Outside of battle, you build these support relationships by heading to the barracks and watching the interactions between your team members. but the main way to build support between units is to have them fight alongside each other. Once they’ve battled together enough, their support level increases, but only after you’ve watched a conversation between the two units. These conversations not only allow the relationships to blossom but they also help illustrate the various personalities at play. It’s usually one note stuff, Anna likes money, Frederick likes work, Miriel is very analytical, but there’s some really endearing stuff in there too.

chrom blocked fire emblem awakening

Every relationship goes from C to B to A and then, for members of the opposite sex, it gets to S as this is a Japanese game and the letter S holds a special significance to Japanese game makers that I am too lazy to investigate. Once members of the opposite sex get to an S level support relationship, the fireworks start up.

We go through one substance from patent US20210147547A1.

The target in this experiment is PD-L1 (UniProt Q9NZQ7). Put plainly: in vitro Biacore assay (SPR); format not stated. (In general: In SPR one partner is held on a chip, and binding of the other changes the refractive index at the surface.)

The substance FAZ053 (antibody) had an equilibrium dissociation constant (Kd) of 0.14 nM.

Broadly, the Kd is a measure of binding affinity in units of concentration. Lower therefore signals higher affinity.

I was working towards such a relationship. Her name is Sully. She’s a cavalier and along with a no nonsense approach to battle, and life in general, Sully is a fearsome warrior, constantly improving and looking to show the world that she shouldn’t be discounted on the battlefield simply because of her gender. Plus, she appears to be a redhead and her name reminds me of Scully and everyone knows that Special Agent Dana Scully, as portrayed by the superb Gillian Anderson, was one of the bravest, most intelligent and sexiest women on network television.